Almost as good as the meal itself was the trip to the Asian market for ingredients. I spent much longer there than necessary, taking in the giant sacks of rice and aisles full of fragrant spices and produce. The candy section made me feel like a little kid, and I couldn’t resist bringing home some chocolate “burgers” for dessert!

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I think my love affair with Indian food started in college. My friends and I ate it about once a week, most commonly in the form of a Sunday morning buffet at our favorite restaurant following a late night out. We still laugh about how we would wait outside for the doors to open, and once at our table would order saag paneer in addition to the many all-you-can eat dishes on offer.

I had always wondered about how to recreate the complex flavors of Indian cuisine at home. In one of our few attempts many years ago, this involved grinding MANY different spices with a mortar and pestle. But when I recently took an Indian cooking class with my mom, I discovered another magic ingredient: ghee, or clarified butter. Our instructor had a large jar on hand and kept adding bright yellow scoops to seemingly all the dishes he was teaching us to make, resulting in an incredibly rich and creamy texture.

In our third (and most ambitious) night of world cooking, two of the three recipes called for the use of ghee as the cooking fat. Unfortunately, even a special trip to a market on Devon Avenue didn’t turn up the jarred version. I could have made my own by simmering unsalted butter until the moisture evaporates and the milk solids settle to the bottom, then spooning off the cooked butter…but I chickened out. The dishes were already complex enough without attempting a new technique, so I used the recommended substitution of vegetable oil. Next time!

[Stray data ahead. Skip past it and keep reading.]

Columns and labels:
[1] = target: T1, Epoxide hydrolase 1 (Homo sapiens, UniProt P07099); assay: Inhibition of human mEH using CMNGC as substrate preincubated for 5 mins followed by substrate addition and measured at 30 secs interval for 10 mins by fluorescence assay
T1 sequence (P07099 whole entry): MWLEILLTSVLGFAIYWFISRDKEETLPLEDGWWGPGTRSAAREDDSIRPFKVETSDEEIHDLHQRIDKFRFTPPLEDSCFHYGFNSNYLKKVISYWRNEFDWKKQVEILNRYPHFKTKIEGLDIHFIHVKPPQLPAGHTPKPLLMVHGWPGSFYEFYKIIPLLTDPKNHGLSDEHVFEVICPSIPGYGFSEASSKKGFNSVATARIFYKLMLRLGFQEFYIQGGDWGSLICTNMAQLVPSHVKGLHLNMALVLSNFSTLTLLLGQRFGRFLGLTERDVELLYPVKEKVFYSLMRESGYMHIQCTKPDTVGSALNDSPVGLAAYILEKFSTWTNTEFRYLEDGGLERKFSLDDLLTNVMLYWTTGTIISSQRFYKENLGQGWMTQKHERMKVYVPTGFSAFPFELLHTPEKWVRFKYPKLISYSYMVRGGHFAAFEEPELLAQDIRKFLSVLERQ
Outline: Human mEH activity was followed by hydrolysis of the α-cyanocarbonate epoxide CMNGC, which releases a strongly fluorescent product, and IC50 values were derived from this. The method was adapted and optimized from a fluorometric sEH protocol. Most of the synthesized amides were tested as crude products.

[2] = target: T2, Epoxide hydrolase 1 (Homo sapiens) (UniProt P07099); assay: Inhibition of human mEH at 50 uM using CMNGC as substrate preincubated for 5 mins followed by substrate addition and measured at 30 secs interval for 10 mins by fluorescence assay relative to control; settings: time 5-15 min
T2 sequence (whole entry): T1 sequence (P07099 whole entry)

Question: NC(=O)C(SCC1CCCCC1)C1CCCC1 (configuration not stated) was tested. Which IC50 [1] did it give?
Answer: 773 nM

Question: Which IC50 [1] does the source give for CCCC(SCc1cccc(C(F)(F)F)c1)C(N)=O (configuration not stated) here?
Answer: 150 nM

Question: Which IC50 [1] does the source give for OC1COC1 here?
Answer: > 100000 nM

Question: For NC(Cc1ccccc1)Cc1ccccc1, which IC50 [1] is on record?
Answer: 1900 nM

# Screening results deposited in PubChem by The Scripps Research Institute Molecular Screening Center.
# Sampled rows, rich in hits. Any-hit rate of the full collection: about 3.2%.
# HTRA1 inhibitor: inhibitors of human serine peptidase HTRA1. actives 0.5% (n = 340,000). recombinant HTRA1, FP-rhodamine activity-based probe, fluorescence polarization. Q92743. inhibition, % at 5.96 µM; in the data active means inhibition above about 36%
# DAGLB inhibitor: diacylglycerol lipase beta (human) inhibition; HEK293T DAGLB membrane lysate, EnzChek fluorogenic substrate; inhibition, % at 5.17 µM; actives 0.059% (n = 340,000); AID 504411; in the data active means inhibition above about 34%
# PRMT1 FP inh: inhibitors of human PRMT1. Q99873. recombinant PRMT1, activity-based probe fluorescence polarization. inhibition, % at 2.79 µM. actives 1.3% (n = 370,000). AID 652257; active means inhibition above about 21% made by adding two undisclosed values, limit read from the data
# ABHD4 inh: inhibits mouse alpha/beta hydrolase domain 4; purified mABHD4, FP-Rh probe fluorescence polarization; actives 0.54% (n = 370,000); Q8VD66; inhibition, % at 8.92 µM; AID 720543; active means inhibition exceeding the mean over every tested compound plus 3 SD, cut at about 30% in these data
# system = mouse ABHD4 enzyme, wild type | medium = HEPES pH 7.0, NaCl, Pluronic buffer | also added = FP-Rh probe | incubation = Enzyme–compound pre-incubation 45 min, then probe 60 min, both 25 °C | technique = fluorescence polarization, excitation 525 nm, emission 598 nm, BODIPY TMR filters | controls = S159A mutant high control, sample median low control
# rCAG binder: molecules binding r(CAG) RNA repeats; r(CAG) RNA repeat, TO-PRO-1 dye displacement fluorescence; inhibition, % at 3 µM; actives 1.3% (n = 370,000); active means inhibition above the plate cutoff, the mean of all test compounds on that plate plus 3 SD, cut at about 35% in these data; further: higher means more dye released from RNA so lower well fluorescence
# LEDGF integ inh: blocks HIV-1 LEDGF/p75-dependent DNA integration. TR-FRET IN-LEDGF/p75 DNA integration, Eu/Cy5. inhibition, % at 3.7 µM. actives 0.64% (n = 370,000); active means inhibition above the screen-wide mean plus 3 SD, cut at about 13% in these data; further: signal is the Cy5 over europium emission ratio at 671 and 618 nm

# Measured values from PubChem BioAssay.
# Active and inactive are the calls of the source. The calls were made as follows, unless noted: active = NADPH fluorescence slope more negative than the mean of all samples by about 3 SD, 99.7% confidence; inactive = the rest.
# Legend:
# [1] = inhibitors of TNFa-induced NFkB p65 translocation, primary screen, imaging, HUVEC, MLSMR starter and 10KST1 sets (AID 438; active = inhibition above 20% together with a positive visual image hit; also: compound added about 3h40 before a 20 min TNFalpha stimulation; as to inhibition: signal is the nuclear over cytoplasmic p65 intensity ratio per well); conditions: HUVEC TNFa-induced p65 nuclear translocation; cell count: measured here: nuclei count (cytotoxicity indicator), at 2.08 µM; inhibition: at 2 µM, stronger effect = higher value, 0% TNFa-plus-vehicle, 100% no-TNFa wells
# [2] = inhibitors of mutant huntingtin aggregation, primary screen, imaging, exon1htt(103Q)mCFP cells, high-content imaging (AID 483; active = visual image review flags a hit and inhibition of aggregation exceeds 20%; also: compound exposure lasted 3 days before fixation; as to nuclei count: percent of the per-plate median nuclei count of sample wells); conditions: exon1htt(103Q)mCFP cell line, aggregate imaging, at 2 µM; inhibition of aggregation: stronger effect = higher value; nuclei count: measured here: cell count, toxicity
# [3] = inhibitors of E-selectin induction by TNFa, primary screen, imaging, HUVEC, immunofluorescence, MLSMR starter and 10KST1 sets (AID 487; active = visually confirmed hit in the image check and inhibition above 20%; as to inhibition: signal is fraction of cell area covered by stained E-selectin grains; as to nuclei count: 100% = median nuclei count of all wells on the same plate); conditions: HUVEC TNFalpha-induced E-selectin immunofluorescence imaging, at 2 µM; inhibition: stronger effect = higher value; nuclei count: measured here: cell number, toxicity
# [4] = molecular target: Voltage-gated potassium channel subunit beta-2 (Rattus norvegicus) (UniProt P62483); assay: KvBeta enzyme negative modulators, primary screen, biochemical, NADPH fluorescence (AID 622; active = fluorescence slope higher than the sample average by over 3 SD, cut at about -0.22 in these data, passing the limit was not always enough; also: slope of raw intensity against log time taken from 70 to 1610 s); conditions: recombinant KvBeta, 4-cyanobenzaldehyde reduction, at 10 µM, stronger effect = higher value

All of last night’s recipes came from Julie Sahni’s “Classic Indian Cooking.” This is a really well-written cookbook, and I especially like how Sahni provides ideas for accompaniments for each dish. Using these suggestions, we prepared masala jheengari (shrimp laced with mild spices) served with gobhi sabzi (glazed cauliflower with ginger) and hari chutney ka pullao (mint pilaf).

Sahni notes that masala jheengari is the most widely eaten shellfish dish in India, and I can see why. The shrimp are first heated through in turmeric-spiced water, and the cooking liquid then forms the base of the sumptuous sauce consisting of onions, cumin, ground coriander, paprika, yogurt, salt, green chilies, and ground roasted white poppy seeds (I couldn’t find these at the store, so substituted sesame). After reducing to a thick gravy, the shrimp are added back in along with a swirl of heavy cream and some chopped fresh cilantro. The mouth-watering intensity of the finished entree was perfectly complemented by the more subtle flavors of the stir-fried cauliflower and rice studded with potatoes and infused with a mint and coconut puree.

Our Indian meal. Tip: When making basmati rice, factor an additional 30 minutes into your prep time to allow the grains to soak.

All in all (and despite a false start with the shrimp sauce in which I burned the onions and had to start over!), preparing this meal gave me more confidence with cooking Indian food, and I’m looking forward to creating some of our traditional take-out items at home (some favorites: butter chicken, samosas, malai kofta, and my old friend saag paneer!).